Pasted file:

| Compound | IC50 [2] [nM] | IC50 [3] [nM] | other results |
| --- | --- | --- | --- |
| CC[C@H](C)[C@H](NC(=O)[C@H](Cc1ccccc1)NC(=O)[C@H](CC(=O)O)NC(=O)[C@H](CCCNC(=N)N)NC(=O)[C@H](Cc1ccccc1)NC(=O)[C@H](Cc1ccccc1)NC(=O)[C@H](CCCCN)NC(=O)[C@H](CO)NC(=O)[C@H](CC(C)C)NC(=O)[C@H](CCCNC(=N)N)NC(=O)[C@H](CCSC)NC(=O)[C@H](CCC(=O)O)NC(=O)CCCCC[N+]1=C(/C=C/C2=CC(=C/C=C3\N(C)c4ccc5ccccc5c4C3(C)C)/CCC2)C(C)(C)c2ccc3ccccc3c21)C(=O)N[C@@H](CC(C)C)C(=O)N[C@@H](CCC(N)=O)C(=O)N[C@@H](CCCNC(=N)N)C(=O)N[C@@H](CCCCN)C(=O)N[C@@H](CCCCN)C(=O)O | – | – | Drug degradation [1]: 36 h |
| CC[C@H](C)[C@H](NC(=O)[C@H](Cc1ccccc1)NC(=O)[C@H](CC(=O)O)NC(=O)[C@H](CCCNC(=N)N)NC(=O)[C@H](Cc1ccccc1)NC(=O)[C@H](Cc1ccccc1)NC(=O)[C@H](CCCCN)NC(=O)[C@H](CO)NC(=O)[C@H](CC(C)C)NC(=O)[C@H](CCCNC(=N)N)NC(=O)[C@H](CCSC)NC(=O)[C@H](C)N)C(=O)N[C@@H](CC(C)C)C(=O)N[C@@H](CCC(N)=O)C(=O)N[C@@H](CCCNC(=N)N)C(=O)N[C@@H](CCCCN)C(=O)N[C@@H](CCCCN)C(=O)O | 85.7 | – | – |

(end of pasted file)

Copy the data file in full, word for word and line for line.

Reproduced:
| Compound | IC50 [2] [nM] | IC50 [3] [nM] | other results |
| --- | --- | --- | --- |
| CC[C@H](C)[C@H](NC(=O)[C@H](Cc1ccccc1)NC(=O)[C@H](CC(=O)O)NC(=O)[C@H](CCCNC(=N)N)NC(=O)[C@H](Cc1ccccc1)NC(=O)[C@H](Cc1ccccc1)NC(=O)[C@H](CCCCN)NC(=O)[C@H](CO)NC(=O)[C@H](CC(C)C)NC(=O)[C@H](CCCNC(=N)N)NC(=O)[C@H](CCSC)NC(=O)[C@H](CCC(=O)O)NC(=O)CCCCC[N+]1=C(/C=C/C2=CC(=C/C=C3\N(C)c4ccc5ccccc5c4C3(C)C)/CCC2)C(C)(C)c2ccc3ccccc3c21)C(=O)N[C@@H](CC(C)C)C(=O)N[C@@H](CCC(N)=O)C(=O)N[C@@H](CCCNC(=N)N)C(=O)N[C@@H](CCCCN)C(=O)N[C@@H](CCCCN)C(=O)O | – | – | Drug degradation [1]: 36 h |
| CC[C@H](C)[C@H](NC(=O)[C@H](Cc1ccccc1)NC(=O)[C@H](CC(=O)O)NC(=O)[C@H](CCCNC(=N)N)NC(=O)[C@H](Cc1ccccc1)NC(=O)[C@H](Cc1ccccc1)NC(=O)[C@H](CCCCN)NC(=O)[C@H](CO)NC(=O)[C@H](CC(C)C)NC(=O)[C@H](CCCNC(=N)N)NC(=O)[C@H](CCSC)NC(=O)[C@H](C)N)C(=O)N[C@@H](CC(C)C)C(=O)N[C@@H](CCC(N)=O)C(=O)N[C@@H](CCCNC(=N)N)C(=O)N[C@@H](CCCCN)C(=O)N[C@@H](CCCCN)C(=O)O | 85.7 | – | – |